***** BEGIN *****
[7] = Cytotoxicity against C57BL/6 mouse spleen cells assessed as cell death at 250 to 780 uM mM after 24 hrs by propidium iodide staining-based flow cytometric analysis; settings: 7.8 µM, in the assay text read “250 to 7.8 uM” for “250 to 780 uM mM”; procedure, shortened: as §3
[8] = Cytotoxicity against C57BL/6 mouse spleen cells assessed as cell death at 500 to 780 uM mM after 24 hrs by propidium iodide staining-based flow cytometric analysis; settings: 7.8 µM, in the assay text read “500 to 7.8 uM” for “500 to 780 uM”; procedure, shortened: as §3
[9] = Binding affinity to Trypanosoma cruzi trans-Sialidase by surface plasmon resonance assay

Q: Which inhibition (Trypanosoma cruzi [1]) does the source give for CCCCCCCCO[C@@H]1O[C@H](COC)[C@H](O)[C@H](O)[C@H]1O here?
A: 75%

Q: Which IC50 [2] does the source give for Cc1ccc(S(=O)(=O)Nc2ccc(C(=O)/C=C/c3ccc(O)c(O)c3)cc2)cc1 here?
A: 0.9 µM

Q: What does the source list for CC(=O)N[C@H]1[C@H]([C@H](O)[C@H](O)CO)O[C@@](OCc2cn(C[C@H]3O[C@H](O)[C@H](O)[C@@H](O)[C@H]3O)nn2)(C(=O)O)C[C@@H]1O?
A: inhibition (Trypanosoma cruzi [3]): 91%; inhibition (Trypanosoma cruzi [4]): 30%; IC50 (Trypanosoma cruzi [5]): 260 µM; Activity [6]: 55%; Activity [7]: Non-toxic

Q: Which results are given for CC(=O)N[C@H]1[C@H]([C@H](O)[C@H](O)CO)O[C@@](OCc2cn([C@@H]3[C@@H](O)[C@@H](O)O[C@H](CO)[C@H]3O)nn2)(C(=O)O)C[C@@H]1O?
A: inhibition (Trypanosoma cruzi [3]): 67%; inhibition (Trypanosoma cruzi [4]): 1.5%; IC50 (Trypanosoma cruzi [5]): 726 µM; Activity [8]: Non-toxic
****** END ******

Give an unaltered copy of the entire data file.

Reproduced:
[7] = Cytotoxicity against C57BL/6 mouse spleen cells assessed as cell death at 250 to 780 uM mM after 24 hrs by propidium iodide staining-based flow cytometric analysis; settings: 7.8 µM, in the assay text read “250 to 7.8 uM” for “250 to 780 uM mM”; procedure, shortened: as §3
[8] = Cytotoxicity against C57BL/6 mouse spleen cells assessed as cell death at 500 to 780 uM mM after 24 hrs by propidium iodide staining-based flow cytometric analysis; settings: 7.8 µM, in the assay text read “500 to 7.8 uM” for “500 to 780 uM”; procedure, shortened: as §3
[9] = Binding affinity to Trypanosoma cruzi trans-Sialidase by surface plasmon resonance assay

Q: Which inhibition (Trypanosoma cruzi [1]) does the source give for CCCCCCCCO[C@@H]1O[C@H](COC)[C@H](O)[C@H](O)[C@H]1O here?
A: 75%

Q: Which IC50 [2] does the source give for Cc1ccc(S(=O)(=O)Nc2ccc(C(=O)/C=C/c3ccc(O)c(O)c3)cc2)cc1 here?
A: 0.9 µM

Q: What does the source list for CC(=O)N[C@H]1[C@H]([C@H](O)[C@H](O)CO)O[C@@](OCc2cn(C[C@H]3O[C@H](O)[C@H](O)[C@@H](O)[C@H]3O)nn2)(C(=O)O)C[C@@H]1O?
A: inhibition (Trypanosoma cruzi [3]): 91%; inhibition (Trypanosoma cruzi [4]): 30%; IC50 (Trypanosoma cruzi [5]): 260 µM; Activity [6]: 55%; Activity [7]: Non-toxic

Q: Which results are given for CC(=O)N[C@H]1[C@H]([C@H](O)[C@H](O)CO)O[C@@](OCc2cn([C@@H]3[C@@H](O)[C@@H](O)O[C@H](CO)[C@H]3O)nn2)(C(=O)O)C[C@@H]1O?
A: inhibition (Trypanosoma cruzi [3]): 67%; inhibition (Trypanosoma cruzi [4]): 1.5%; IC50 (Trypanosoma cruzi [5]): 726 µM; Activity [8]: Non-toxic